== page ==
Abstract

It is critical to understand environmental impacts embodied in the bilateral trade between China and the United States, given the political, economic, and geographical importance of the two countries and the fact that few studies have investigated this before. This article studies the environmental impacts, particularly energy consumption and air emissions, embodied in the eastbound (from China to the U.S.) trade from 2002 to 2007 using an environmental input-output analysis technique and theadjustedbilateraltradedata. Ingeneral,tradevolumeincreased until the panic of 2008, and shifting trade patterns cause fluctuating embodied energy and air emissions in trade in China. Results show that embodied energy ranges from 7 to 11 exajoule (EJ) and takes about 12-17% of China's energy consumption. Embodied CO 2 ranges between 400 and 800 Mt and represents about 8-12% of China's CO 2 emissions. SO 2 and NO x embodied in the eastbound trade generally grow over this period, from 4.2 to 6.3 Mt and from 1.4 to 2.9 Mt, and account for 10-15% and 8-12% of China's total emissions, respectively.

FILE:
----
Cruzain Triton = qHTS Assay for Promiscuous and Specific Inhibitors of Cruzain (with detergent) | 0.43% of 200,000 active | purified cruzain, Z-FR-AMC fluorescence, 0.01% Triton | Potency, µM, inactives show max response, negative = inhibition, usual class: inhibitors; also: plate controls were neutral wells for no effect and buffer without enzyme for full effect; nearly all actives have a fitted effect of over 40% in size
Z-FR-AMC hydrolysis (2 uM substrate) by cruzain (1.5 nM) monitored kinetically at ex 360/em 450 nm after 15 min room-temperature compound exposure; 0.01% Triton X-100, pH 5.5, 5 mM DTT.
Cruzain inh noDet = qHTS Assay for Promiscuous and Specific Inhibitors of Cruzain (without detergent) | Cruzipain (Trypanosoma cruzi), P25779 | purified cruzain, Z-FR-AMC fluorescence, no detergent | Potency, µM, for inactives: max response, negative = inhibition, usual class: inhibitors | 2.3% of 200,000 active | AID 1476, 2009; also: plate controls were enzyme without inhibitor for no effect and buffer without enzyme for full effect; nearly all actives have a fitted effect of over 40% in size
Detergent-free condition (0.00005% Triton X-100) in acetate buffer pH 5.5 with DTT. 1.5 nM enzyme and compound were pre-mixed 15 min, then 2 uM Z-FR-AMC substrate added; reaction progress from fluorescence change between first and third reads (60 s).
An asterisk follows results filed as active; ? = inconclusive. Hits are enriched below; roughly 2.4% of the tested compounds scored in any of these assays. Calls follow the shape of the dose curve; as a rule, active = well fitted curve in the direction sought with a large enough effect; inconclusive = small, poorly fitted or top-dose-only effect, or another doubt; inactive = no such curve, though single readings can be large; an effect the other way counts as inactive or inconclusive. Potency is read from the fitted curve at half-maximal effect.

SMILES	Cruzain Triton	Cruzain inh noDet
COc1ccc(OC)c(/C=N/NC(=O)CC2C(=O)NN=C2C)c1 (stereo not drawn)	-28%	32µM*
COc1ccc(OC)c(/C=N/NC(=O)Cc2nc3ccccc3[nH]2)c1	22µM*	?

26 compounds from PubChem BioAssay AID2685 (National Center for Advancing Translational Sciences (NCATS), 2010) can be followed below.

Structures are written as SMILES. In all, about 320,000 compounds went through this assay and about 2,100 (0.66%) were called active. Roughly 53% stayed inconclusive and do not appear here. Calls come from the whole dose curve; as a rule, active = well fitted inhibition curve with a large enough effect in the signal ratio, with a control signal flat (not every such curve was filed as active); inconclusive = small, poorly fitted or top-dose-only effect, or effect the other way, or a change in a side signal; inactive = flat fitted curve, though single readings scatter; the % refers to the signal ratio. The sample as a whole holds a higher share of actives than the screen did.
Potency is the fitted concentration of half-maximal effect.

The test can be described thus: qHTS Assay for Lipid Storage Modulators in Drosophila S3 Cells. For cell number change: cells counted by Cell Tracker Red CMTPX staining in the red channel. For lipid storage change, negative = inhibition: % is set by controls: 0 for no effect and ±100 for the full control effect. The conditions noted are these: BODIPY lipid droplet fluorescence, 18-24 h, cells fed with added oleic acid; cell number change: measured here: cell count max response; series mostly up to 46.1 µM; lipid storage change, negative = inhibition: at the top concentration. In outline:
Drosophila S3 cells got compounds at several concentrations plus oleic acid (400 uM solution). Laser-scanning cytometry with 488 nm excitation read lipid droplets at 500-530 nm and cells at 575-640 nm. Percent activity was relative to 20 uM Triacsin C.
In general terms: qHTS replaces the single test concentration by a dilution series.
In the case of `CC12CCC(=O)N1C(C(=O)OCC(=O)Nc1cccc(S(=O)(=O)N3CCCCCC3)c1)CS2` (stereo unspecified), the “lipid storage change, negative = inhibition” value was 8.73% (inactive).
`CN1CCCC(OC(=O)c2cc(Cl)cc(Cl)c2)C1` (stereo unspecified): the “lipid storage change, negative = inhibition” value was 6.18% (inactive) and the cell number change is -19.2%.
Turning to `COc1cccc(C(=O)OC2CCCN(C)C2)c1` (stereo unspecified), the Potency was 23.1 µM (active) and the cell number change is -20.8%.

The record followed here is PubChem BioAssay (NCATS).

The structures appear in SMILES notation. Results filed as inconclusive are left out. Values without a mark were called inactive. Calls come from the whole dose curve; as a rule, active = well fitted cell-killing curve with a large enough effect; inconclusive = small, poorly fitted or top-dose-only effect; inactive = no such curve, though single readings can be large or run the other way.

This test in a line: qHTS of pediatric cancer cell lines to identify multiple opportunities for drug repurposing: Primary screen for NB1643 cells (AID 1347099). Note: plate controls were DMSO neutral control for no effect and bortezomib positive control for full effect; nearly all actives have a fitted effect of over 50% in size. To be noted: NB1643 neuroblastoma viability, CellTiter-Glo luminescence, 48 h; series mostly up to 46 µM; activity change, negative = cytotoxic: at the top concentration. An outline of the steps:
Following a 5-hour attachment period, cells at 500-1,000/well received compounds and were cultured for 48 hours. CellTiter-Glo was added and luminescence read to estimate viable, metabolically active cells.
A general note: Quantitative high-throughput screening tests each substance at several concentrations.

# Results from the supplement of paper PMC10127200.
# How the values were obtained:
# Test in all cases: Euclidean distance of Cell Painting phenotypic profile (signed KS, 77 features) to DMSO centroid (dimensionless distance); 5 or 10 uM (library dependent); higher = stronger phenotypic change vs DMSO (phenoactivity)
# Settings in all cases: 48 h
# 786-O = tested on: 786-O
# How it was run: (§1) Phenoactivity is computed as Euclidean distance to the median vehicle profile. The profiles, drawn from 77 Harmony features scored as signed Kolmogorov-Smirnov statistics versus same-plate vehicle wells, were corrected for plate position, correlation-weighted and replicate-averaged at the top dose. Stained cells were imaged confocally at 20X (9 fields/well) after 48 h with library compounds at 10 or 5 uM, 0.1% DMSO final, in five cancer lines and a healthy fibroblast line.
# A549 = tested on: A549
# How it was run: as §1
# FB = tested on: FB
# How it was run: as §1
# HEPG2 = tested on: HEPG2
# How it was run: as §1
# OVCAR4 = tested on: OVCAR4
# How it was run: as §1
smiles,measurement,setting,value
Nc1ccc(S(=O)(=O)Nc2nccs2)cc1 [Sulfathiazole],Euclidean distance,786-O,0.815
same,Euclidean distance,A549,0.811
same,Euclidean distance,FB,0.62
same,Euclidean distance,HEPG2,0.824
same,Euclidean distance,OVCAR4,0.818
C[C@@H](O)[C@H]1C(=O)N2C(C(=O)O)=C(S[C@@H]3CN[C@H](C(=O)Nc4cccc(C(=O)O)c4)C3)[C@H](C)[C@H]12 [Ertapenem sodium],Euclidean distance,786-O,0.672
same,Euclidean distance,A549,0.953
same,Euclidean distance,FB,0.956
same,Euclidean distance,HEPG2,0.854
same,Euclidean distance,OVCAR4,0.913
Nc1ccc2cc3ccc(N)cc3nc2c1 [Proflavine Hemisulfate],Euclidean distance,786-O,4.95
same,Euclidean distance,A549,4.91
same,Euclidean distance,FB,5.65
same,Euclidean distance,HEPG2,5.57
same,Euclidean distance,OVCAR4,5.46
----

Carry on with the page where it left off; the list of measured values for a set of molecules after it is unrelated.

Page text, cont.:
Original languageEnglish (US)
Pages (from-to)3378-3384
Number of pages7
JournalEnvironmental Science and Technology
Volume43
Issue number9
DOIs
StatePublished - May 1 2009

ASJC Scopus subject areas

  • Chemistry(all)
  • Environmental Chemistry

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